From CBS Denver (Jamie Leary):
There are many ways to gauge the severity of a drought. This winter in Colorado, all you have to do is look around.
“The stream flows across the state have been really, really, really down throughout the whole fall season, so that is an indicator,” said Karl Wetlaufer.
Wetlaufer is a rafter, so he pays attention to stream flow. It’s also part of his job as a Hydrologist with the Natural Resources Conservation Service Snow Survey Program.
Wetlaufer met CBS4 near Clear Creek in Golden on Thursday, to talk about the data collected over the last several months.
“We really are seeing it in the data. It really was as dry as everyone is saying,” he continued. “Our May precipitation in the mountains since May 15th, about half of our sites in the state had the second lowest or lowest on record, going back about 40 years.”
This type of data can be collected in several ways, but for Wetlaufer, one of the methods is through the SNOTEL Network.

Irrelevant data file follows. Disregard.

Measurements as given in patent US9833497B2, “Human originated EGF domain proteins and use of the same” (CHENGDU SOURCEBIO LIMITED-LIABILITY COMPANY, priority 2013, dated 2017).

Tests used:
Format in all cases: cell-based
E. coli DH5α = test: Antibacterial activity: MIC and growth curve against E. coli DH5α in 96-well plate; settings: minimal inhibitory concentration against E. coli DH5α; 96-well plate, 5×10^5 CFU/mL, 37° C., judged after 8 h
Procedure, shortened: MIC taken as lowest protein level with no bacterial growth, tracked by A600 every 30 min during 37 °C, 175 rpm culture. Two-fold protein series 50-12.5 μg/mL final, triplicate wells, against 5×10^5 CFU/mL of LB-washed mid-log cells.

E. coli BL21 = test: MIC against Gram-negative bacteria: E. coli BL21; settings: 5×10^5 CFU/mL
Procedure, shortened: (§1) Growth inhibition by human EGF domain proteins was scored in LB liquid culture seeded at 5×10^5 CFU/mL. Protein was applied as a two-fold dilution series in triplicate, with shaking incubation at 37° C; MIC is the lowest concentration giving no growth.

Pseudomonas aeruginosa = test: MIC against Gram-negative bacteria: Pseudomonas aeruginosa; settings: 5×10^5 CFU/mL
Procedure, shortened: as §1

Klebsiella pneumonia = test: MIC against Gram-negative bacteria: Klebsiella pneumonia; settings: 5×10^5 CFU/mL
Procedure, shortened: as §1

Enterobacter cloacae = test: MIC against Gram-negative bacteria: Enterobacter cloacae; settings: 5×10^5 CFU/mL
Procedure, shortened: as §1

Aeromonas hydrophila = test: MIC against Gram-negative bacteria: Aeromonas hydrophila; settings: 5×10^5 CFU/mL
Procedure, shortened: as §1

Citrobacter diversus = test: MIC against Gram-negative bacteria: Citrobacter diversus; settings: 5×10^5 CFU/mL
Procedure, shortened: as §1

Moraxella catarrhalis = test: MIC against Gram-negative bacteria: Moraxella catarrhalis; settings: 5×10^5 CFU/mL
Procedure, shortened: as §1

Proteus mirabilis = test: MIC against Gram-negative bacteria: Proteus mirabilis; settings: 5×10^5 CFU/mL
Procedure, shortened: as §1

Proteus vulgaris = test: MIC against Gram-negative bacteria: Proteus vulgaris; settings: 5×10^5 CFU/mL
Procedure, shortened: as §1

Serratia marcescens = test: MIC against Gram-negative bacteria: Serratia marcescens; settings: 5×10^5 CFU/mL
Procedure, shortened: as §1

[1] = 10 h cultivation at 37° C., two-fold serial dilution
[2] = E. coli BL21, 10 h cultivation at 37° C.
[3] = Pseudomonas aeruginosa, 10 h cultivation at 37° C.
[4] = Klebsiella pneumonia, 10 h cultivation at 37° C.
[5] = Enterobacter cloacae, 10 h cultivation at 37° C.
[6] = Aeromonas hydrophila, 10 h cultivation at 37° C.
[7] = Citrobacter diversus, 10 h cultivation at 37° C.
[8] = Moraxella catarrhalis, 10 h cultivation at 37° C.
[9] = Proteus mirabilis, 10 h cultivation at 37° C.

“Which stands for snowpack telemetry, and those sites have been across the west for a little over 40 years now, in varying lengths,” said Wetlaufer. “We also have a network of manual stations called snow courses, and those actually go back to the mid 1930s so we use those for snowpack, precipitation, mountain temperatures. They also monitor soil moisture conditions, which is a really big challenge this year.”
The challenge with the dry soil is just how dry it is. Not only for wildfire conditions but when it comes to spring runoff as well.
“We’re going into winter with such a severe drought, we’re anticipating once that snow starts to melt, those dry soils are going to soak up a lot of the water.”
Water soaked up by dry soil, can’t fill reservoirs, and while it doesn’t mean towns will run out of water, it’s not farfetched…
Overall, Denver Water says its reservoirs remain around 78 percent full, with the average for this date being 82 percent – slightly below typical.
Todd Hartman with Denver Water says Lake Dillon for instance, is lower than normal primarily because of the need to pull more water from the reservoir during the hot and dry fall, when demand was unusually high.
Hartman referenced the state drought monitor, which is covered in red. He says despite the current conditions, there was still time to make a dent in the deficit.